From Sony, the Hawaii-set Aloha stars Cooper as a military contractor who falls for an Air Force pilot played by Stone, only to encounter a past lover in the form of McAdams. The work of cinematographer Steve Yedlin, who is also attached to the next Star Wars installment, is done on a massive scale, offering a detailed and realistic depiction of the dam crumbling and the ensuing floods. Lawrence mumbles some technobabble about upcoming greater earthquakes from Los Angeles to San Francisco and this is when the dysfunctional Gaines family become the center of the universe amid the deaths of millions.

After Rick has to cancel a trip to take Blake back to her university in San Francisco due to the earthquake, she has no problems with going with Daniel on his private jet. Produced by Crowe and Scott Rudin, Aloha — which at one point was penciled in for a December 2014 release but was then moved into 2015 — cost at least $37 million after rebates. The Rock sold the living heck out of this thing, as he does for anything he is involved in, and the marketing sold what needed to be sold (The Rock being heroic, buildings a-tumbling-down, etc.) without fail.

It has already had to withstand critical comments from former Sony Pictures Entertainment co-chairman Amy Pascal, which were exposed in emails made public as part of the Sony hack. The previous biggest opening day for a “by myself” movie star vehicle for The Rock is the $36 million weekend of The Scorpion King way back in 2002.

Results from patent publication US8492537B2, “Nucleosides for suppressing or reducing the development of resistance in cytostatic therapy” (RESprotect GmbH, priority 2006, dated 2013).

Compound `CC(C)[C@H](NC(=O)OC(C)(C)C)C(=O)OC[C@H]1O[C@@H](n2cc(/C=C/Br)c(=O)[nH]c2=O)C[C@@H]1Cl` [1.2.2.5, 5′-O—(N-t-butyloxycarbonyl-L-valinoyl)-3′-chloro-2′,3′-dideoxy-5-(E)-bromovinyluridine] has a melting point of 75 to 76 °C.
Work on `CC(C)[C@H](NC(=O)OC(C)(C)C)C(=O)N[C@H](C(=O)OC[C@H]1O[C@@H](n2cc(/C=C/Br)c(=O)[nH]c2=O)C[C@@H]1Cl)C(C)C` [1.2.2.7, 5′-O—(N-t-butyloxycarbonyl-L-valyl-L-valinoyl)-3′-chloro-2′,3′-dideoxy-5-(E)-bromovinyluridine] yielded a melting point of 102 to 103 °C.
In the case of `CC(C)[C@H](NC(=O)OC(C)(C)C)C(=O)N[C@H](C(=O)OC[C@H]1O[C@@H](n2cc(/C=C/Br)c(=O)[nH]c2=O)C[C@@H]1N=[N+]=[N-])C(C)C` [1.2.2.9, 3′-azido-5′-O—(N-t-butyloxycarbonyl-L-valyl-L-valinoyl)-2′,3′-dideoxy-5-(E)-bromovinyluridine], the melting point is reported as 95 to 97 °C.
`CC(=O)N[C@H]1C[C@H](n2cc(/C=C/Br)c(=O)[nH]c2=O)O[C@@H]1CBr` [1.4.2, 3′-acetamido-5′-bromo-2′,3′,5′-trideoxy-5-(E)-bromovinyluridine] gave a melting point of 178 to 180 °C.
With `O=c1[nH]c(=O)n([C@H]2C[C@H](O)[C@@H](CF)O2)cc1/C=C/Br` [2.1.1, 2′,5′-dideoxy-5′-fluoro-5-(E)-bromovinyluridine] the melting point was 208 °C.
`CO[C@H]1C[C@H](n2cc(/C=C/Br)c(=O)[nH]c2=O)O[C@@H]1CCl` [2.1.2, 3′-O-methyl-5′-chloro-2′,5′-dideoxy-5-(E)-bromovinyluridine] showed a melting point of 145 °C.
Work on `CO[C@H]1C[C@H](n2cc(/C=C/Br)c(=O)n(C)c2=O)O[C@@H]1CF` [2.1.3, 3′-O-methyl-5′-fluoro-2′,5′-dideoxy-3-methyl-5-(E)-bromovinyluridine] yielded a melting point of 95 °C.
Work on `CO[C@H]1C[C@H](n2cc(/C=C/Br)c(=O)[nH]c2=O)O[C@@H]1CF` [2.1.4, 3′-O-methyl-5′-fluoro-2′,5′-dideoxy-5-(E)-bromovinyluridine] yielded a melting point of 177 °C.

In one particularly offensive scene, Blake, Ben and Ollie stroll through San Francisco talking about the tourism objects there right after seeing thousands of buildings collapse before their eyes. Overseas, the box-office sensation took in another $10.4 million from 46 markets for an international cume of $80.7 million to jump the $200 million mark worldwide with $228.2 million through Sunday. Or perhaps this will start another wave of big-budget disaster movies, just as Twister and Independence Day brought us the likes of Dante’s Peak, The Core, Poseidon, and 2012. “That’s great news,” says my wife, who is a certified disaster porn junkie and loved every “Rock goes A.W.O.L. in an emergency and saves no one” minute of San Andreas. Rounding out the top five in its fifth weekend was Disney and Marvel Studios’ blockbuster Avengers: Age of Ultron, which took in $10.9 million domestically and another $17.6 million internationally for a world total of $1.32 billion, including $225.5 million in China. The film was victimized by being explicitly criticized by Amy Pascal in documents stolen in the Sony leak last year, and the studio clearly lacked faith in the picture by hiding it from most critics until the last minute and then holding the reviews offline until hours before the film’s domestic debut.

It wasn’t just that the vast majority were negative, but rather they were brutal putdowns from critics who considered themselves fans of the writer/director. Also, 20th Century Fox is handling the overseas distribution, and they have a track record of turning lemons into lemonade abroad (go look up the foreign grosses for The Counselor).

The bad news is that this was a pure star power test for Bradley Cooper, as the film’s confusing and unfocused trailer (truth in advertising!) left little else to offer besides pretty movie stars in lovely places being charming. I disliked the obviously butchered-in-post-production film without outright hating it, and I have to wonder if the reviews were harsher because of how much we all love Cameron Crowe. Truth be told, Cameron Crowe isn’t necessarily a hit machine, as really only Jerry Maguire and Vanilla Sky qualify as blockbusters and We Bought A Zoo needed (and got) December legs to get to a robust $75m domestic back in 2011.

Nonetheless, it is possible that this rare big studio multiplex-friendly star-driven romantic comedy for adults in the middle of summer will have legs due to its relative uniqueness, but that’s a bet I’m not willing to take at the moment.